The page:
The app letting users clean their social media accounts

Expire App erases your past social media presence

Sometimes history can make you cringe....especially, perhaps, some of your old posts on social media.

"I kind of wear my emotions on my sleeve and kind of say things without worrying about the consequence,” said Jose Munoz, 32.

He gets fired up on Facebook when it comes to sports.

But Munoz just downloaded another app called Xpire to clean up things he wishes he had not said.

"Instead of having to scroll through there and delete every post, and search for hours and hours, I'll just search that keyword, pull it all up and delete,” he added.

For example, users can search a keyword like: “party” or “drunk.” The app retrieves posts with those words and lets users delete them.

"Yeah, you go in any keyword you want to say beer and it will pull up anytime you mentioned beer from your old Facebook posts or Tweets and lets you wipe those out immediately,” said Jesse Stauffer, 23, Xpire’s creator.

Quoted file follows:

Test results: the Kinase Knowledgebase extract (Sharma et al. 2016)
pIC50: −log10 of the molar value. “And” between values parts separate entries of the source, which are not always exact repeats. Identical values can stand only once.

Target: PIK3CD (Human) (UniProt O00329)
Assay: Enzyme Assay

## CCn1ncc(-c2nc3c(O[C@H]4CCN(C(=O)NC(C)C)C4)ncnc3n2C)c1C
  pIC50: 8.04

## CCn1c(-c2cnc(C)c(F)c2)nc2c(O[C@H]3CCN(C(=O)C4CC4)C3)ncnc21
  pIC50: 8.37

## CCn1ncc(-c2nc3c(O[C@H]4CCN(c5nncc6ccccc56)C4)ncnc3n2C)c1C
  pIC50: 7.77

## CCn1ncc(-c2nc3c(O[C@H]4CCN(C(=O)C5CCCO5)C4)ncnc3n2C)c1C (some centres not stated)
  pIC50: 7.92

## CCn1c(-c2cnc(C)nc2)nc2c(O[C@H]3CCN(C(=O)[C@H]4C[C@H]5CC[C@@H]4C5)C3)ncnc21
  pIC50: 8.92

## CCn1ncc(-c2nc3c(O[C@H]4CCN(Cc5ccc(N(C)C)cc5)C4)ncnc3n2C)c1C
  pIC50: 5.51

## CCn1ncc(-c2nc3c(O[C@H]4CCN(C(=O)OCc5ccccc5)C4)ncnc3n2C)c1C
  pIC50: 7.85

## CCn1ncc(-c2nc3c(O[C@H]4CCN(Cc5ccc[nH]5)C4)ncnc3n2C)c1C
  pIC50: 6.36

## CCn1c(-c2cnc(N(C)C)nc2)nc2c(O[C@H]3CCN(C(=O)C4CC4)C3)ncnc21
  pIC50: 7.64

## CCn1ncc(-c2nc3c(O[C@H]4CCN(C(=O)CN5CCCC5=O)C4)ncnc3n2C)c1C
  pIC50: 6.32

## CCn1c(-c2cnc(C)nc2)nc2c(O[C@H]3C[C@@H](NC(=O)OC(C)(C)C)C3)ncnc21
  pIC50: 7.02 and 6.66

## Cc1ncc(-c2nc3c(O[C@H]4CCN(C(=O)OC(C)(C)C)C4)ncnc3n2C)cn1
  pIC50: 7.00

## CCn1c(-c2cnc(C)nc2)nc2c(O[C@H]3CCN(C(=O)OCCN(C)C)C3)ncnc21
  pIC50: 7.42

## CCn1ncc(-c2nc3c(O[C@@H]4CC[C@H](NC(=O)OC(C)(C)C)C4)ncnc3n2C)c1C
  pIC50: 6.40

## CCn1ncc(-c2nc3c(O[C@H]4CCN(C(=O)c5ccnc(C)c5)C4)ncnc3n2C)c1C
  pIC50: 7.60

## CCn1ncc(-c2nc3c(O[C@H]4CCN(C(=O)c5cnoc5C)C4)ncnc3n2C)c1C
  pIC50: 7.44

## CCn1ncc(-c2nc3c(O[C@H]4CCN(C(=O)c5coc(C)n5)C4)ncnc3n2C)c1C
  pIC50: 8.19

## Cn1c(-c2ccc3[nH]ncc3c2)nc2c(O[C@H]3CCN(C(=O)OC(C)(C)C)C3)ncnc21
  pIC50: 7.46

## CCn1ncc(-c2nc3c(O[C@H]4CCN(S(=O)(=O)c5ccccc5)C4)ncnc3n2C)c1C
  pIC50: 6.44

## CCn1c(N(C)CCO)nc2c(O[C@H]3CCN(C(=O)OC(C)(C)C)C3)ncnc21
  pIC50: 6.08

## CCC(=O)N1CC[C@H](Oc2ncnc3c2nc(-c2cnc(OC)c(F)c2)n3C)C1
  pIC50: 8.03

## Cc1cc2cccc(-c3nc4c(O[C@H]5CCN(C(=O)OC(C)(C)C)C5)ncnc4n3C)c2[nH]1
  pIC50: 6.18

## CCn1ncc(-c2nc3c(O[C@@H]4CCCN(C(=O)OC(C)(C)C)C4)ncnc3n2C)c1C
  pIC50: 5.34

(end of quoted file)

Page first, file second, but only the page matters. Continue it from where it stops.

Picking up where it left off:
It costs $0.99 and requires users to log-in to their social media accounts through Xpire.

Stauffer started working on this when he lived with his parents in Flower Mound. When he began studying computer science at the University of North Texas, he decided to look for some professional advice so he emailed Mark Cuban out of the blue. Stauffer said he was surprised when he got a response.

"Yeah I was sitting in class when he wrote me back. I just got up and left once the email came through,” recounted Stauffer.

Cuban later invested in Xpire.

“Yeah, he invested in it and I've been working with him ever since and been able to do some work on other projects. It's pretty cool,” Stauffer continued.

He wouldn't reveal how much Cuban contributed but it's priceless technology for users like Munoz.

After serving three years in prison on a drug charge, Munoz is cleaning up his life and starting with social media.

Thursday, Stauffer is presenting the technology to other ex-offenders at Cornbread Hustle in Dallas, a networking program which helps former inmates find and sustain jobs after getting out of prison.

Munoz, who is learning computer coding, is a graduate of the program.

© 2017 WFAA-TV


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